May 25, 2014

Gorée Island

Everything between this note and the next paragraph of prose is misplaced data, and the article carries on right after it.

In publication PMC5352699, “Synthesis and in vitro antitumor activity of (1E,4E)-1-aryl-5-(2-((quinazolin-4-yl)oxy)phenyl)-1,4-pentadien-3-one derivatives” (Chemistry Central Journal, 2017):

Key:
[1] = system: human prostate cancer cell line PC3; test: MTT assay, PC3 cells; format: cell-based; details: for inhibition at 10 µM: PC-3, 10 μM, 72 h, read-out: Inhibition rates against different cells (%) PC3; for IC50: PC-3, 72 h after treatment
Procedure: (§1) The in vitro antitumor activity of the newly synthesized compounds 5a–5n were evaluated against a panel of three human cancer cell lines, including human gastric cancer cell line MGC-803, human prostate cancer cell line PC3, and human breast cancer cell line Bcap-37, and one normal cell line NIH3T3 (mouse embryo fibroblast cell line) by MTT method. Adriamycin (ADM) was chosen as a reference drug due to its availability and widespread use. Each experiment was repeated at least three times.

On the 15th and 16th of May, we traveled to Dakar to visit Gorée Island and learn more about the impact of slavery both domestically, in Senegal, and in terms of the role that memorials like Gorée Island play for the African Diaspora and other inheritors of the colonial legacy. On Thursday we met with Ibrahima Thiaw in his archaeologylaboratory at the University of Dakar. He is Professor of Archaeology at IFAN, a research institute at the University Cheikh Anta Diop of Dakar, Senegal, where he directs both the Archaeology Laboratory and the Musée Théodore Monod d’Art africain. On Friday we took the ferry to Gorée Island. Gorée Island is a UNESCO World Heritage Site. Quoting from the UNESCO site, “From the 15th to the 19th century, it was the largest slave-trading centre on the African coast. Ruled in succession by the Portuguese, Dutch, English and French, its architecture is characterized by the contrast between the grim slave-quarters and the elegant houses of the slave traders. Today it continues to serve as a reminder of human exploitation and as a sanctuary for reconciliation.”

 

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